Immunization with amyloid-β attenuates Alzheimer disease-like pathology in the PDAPP mouse

Dale Schenk, Robin Barbour, Whitney Dunn, Grace Gordon, Henry Grajeda, Teresa Guldo, Kang Hu, Jiping Huang, Kelly Johnson-Wood, Karen Khan, Dora Kholodenko, Mike Lee, Zhenmei Liao, Ivan Lieberburg, Ruth Motter, Linda Mutter, Ferdie Soriano, George Shopp, Nicki Vasquez, Christopher VandevertShannan Walker, Mark Wogulis, Ted Yednock, Dora Games, Peter Seubert

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2894 Scopus citations


Amyloid-β peptide (Aβ) seems to have a central role in the neuropathology of Alzheimer's disease (AD). Familial forms of the disease have been linked to mutations in the amyloid precursor protein (APP) and the presenilin genes. Disease-linked mutations in these genes result in increased production of the 42-amino-acid form of the peptide (Aβ42), which is the predominant form found in the amyloid plaques of Alzheimer's disease. The PDAPP transgenic mouse, which overexpresses mutant human APP (in which the amino acid at position 717 is phenylalanine instead of the normal valine), progressively develops many of the neuropathological hallmarks of Alzheimer's disease in an age- and brain-region-dependent manner. In the present study, transgenic animals were immunized with Aβ42, either before the onset of AD-type neuropathologies (at 5 weeks of age) or at an older age (11 months), when amyloid-β deposition and several of the subsequent neuropathological changes were well established. We report the immunization of the young animals essentially prevented the development of β-amyloid-plaque formation, neuritic dystrophy and astrogliosis. Treatment of the older animals also markedly reduced the extent and progression of these AD-like neuropathologies. Our results raise the possibility that immunization with amyloid-β may be effective in preventing and treating Alzheimer's disease.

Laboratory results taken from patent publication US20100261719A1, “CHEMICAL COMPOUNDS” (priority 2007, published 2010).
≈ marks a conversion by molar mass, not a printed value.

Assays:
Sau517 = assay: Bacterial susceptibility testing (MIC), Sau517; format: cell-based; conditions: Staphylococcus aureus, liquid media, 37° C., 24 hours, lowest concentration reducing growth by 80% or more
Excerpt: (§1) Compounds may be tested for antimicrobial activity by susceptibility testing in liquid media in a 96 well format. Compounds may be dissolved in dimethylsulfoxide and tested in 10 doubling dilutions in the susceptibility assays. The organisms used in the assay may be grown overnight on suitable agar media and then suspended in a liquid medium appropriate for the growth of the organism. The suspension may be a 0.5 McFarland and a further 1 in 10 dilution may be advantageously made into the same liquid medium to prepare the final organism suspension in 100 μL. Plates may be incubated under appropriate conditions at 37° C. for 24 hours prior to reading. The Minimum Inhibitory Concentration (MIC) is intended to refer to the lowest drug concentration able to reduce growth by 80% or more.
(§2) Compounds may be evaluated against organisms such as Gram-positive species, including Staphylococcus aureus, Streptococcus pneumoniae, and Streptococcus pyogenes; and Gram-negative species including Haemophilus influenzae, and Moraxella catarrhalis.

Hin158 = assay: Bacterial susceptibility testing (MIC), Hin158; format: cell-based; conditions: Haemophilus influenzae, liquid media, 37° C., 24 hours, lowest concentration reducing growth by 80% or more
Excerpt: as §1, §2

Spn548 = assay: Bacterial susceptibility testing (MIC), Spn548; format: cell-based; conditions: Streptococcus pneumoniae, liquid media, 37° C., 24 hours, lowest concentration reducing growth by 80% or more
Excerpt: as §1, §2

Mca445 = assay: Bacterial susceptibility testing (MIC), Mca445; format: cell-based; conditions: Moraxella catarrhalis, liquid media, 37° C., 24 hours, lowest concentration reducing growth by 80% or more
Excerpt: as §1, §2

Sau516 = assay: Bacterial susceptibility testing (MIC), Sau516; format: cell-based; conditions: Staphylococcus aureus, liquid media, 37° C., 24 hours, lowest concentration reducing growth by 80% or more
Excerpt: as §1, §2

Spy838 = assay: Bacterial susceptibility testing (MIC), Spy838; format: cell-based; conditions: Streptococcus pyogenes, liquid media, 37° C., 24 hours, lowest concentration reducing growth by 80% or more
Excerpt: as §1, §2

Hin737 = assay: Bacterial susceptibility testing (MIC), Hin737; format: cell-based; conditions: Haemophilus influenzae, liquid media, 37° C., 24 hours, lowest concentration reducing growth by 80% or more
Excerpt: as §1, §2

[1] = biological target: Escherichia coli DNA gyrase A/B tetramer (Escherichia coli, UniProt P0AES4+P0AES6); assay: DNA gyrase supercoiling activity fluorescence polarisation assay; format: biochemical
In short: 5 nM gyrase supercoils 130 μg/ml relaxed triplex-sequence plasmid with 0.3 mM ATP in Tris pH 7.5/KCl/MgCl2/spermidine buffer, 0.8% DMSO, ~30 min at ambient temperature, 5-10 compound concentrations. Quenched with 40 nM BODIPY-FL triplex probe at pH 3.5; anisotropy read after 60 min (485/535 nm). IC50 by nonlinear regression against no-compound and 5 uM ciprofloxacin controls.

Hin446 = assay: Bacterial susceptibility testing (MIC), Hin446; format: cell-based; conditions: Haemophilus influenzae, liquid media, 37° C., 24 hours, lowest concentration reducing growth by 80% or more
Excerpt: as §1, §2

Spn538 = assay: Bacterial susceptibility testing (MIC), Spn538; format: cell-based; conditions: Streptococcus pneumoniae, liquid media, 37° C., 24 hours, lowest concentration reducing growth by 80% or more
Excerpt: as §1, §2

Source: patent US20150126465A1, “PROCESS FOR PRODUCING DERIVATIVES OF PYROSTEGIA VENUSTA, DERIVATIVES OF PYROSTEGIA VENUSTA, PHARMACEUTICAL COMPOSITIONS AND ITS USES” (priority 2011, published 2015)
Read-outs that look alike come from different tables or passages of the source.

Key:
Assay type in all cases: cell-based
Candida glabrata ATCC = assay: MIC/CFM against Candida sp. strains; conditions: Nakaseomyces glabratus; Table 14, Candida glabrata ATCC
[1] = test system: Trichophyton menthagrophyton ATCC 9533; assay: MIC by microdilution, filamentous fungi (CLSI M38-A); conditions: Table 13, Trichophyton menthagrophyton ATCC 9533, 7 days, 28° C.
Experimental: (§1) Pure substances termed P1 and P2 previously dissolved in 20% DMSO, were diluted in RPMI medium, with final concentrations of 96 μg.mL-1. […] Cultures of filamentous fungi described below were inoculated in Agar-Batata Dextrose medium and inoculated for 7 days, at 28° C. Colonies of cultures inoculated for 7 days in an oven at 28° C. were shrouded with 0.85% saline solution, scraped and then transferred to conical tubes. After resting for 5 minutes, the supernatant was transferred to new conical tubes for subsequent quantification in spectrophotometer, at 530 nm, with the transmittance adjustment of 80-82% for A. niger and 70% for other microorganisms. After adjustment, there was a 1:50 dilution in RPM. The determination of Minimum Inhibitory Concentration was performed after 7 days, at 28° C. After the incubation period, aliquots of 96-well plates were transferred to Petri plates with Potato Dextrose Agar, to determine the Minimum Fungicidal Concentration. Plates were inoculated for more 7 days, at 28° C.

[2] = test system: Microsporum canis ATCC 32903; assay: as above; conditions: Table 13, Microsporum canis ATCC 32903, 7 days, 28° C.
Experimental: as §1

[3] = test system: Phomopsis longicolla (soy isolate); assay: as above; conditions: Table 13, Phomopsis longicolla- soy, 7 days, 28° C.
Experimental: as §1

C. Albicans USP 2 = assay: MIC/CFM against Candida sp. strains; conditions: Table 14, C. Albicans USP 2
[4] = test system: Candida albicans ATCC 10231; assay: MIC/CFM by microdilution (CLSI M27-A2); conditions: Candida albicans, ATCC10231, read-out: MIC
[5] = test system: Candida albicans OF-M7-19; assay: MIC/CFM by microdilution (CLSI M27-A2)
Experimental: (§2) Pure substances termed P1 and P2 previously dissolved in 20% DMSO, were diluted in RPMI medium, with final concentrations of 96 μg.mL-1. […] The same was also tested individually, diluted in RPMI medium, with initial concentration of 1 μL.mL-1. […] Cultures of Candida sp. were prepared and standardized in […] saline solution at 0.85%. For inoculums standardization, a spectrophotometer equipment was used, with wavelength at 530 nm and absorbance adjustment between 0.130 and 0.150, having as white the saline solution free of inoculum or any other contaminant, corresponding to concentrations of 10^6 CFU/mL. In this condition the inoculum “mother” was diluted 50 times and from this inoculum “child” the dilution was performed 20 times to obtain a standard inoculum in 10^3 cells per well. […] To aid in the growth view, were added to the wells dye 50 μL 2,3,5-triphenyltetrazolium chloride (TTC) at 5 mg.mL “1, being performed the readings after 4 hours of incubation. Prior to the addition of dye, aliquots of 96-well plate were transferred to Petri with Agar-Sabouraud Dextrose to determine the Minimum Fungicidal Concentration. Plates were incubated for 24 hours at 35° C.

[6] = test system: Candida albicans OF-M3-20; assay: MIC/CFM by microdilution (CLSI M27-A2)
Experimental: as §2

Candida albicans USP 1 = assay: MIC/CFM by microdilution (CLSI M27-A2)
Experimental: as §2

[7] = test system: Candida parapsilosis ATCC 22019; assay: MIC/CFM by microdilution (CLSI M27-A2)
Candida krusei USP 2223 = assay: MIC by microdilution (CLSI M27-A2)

Original languageEnglish (US)
Pages (from-to)173-177
Number of pages5
Issue number6740
StatePublished - Jul 8 1999
Externally publishedYes

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